C. H. Dodd

Charles Harold Dodd (April 7, 1884 - September 25, 1973) was a New Testament scholar. He was known for promoting realized eschatology, the belief that Jesus' references to the kingdom of God meant a present rather than future reality. "In 1930 he became Rylands Professor of Biblical Criticism and Exegesis in Manchester where he remained until 1935. He was elected to the Norris Hulse Chair of Divinity at Cambridge becoming the first non-Anglican Professor of Divinity at both Universities. In 1936 he was elected a fellow of Jesus College and became honorary fellow on his retirement from the chair in 1949." [1]

On the atonement

Was Christ's work a propitiation or merely an expiation? The case for translating hilasterion as "expiation" instead of "propitiation" (e.g. in Romans 3:25) was put forward by C. H. Dodd in 1935 and at first gained wide support. As a result, hilasterion has been translated as "expiation" in the RSV and other modern versions. Dodd argued that in pagan Greek the translation of hilasterion was indeed to propitiate, but that in the Septuagint (the oldest Greek translation of the Hebrew Old Testament) that kapporeth (Hebrew for "atone") is often translated with words that mean "to cleanse or remove." [2] This view was challenged by Leon Morris who argued that because of the focus in the book of Romans on God's wrath, that the concept of hilasterion needed to include the appeasement of God's wrath. [3]

Some, like Mark Dever, see Dodd's work here as a conscious rejection of the idea of penal-substitution in line with the Abelard and Socinian critics of old. [4]

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  • The Meaning of Paul for Today (1920)
  • The Authority of the Bible (1928)
  • The Leader (1930) booklet
  • Epistle of Paul to the Romans (1932) Moffatt Commentary
  • The Framework of the Gospel Narrative (1932)
  • The Mind of Paul: A Psychological Approach (1933)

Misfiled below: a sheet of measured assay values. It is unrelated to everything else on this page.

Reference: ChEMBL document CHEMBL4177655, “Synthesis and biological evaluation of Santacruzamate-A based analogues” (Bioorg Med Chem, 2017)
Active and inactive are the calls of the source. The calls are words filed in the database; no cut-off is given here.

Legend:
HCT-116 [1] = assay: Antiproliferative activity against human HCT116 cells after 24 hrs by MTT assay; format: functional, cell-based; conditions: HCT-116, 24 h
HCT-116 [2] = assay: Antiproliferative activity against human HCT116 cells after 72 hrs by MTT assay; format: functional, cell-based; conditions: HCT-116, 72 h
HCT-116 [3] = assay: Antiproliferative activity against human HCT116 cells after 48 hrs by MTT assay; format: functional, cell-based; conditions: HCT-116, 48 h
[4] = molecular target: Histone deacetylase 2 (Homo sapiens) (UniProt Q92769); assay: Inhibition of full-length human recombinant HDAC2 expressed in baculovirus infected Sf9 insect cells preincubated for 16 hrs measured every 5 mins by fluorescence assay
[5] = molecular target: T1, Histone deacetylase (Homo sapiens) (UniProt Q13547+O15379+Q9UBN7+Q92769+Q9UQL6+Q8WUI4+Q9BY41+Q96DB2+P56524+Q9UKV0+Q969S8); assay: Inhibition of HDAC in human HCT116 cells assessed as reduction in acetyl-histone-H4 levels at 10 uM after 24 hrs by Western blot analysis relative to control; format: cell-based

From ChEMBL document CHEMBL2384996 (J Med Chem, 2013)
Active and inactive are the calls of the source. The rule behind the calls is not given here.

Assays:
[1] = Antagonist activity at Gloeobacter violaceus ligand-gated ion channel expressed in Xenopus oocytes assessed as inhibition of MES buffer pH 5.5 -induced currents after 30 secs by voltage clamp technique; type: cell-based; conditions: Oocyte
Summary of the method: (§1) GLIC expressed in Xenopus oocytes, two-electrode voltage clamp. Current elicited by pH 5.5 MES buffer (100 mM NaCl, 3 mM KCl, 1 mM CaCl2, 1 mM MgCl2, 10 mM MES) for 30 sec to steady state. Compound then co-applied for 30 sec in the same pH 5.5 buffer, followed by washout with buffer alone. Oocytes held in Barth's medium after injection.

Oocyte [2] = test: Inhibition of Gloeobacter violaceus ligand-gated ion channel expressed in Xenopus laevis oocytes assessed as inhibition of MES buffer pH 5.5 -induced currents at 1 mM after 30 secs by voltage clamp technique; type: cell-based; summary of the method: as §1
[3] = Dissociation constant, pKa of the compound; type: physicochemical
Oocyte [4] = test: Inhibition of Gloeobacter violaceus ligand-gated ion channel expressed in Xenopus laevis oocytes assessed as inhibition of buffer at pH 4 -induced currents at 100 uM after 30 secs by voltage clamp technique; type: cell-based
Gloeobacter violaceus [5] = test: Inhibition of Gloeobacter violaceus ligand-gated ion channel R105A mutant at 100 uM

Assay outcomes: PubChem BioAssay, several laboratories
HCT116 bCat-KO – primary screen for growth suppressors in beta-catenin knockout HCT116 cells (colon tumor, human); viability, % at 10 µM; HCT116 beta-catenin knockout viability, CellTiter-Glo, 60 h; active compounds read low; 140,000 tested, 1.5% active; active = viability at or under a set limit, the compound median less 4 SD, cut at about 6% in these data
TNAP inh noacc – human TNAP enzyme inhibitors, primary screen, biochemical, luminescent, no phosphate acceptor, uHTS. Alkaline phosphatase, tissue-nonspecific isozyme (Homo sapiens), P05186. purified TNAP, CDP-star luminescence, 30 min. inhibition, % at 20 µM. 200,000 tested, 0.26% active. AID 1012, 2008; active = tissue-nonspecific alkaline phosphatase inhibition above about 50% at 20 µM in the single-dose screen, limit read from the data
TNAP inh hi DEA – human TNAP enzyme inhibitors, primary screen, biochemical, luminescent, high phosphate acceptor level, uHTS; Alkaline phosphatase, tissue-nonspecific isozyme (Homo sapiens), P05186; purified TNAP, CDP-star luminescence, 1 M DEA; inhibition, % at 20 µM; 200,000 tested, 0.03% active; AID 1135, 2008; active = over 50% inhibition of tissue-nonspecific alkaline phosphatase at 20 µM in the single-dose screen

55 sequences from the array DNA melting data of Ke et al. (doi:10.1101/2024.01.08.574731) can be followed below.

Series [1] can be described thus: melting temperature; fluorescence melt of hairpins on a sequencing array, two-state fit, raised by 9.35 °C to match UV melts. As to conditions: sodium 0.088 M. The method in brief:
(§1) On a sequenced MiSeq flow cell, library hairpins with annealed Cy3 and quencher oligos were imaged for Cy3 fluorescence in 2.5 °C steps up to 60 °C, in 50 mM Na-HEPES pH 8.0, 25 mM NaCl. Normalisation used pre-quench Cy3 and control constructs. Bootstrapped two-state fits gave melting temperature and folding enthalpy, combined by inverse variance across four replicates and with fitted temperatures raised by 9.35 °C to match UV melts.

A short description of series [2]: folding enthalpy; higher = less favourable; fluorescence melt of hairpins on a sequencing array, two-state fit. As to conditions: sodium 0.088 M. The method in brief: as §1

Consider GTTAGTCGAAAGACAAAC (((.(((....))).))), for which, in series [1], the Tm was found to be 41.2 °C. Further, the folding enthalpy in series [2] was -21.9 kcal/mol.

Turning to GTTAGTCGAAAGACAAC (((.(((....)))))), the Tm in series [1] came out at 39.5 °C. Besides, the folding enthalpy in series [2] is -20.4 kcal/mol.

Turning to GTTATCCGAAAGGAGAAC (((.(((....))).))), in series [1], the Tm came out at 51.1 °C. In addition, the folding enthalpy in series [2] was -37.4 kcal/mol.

• The Bible and its Background (1935)
  • The Bible and the Greeks (1935)
  • The Parables of the Kingdom (1935)
  • The Apostolic Preaching and its Developments: Three Lectures with an Eschatology and History (1936)
  • The First Epistle of John and the Fourth Gospel (1937)
  • History and the Gospel (1938)
  • The Bible Today (1946)
  • The Johannine Epistles (1946) Moffatt Commentary
  • About the Gospels (1950)
  • The Coming of Christ: Four Broadcast Addresses for the Season of Advent (1951)
  • Gospel and Law: The Relation of Faith and Ethics in Early Christianity (1951) Bampton Lectures at Columbia University
  • According to the Scriptures: The Substructure of New Testament Theology (1952)
  • Christianity and the Reconciliation of the Nations (1952)
  • Man In God's Design According to the New Testament (1953) with Panagiotis Bratsiotis, Rudolf Bultmann, and Henri Clavier
  • The Interpretation of the Fourth Gospel (1953)
  • New Testament Studies (1953)
  • The Dialogue Form in the Gospels (1954/55)
  • Benefits of His Passion (1956)
  • How to Read the Gospels (1956)
  • Triptych (1958)
  • Historical Tradition in the Fourth Gospel (1963)
  • More New Testament Studies (1968)
  • The Founder of Christianity (1970)


  2. C.H. Dodd The Bible and the Greeks, 93.
  3. Leon Morris Apostolic Preaching of the Cross, 155.
  4. Nothing But the Blood in Christianity Today, March 2006

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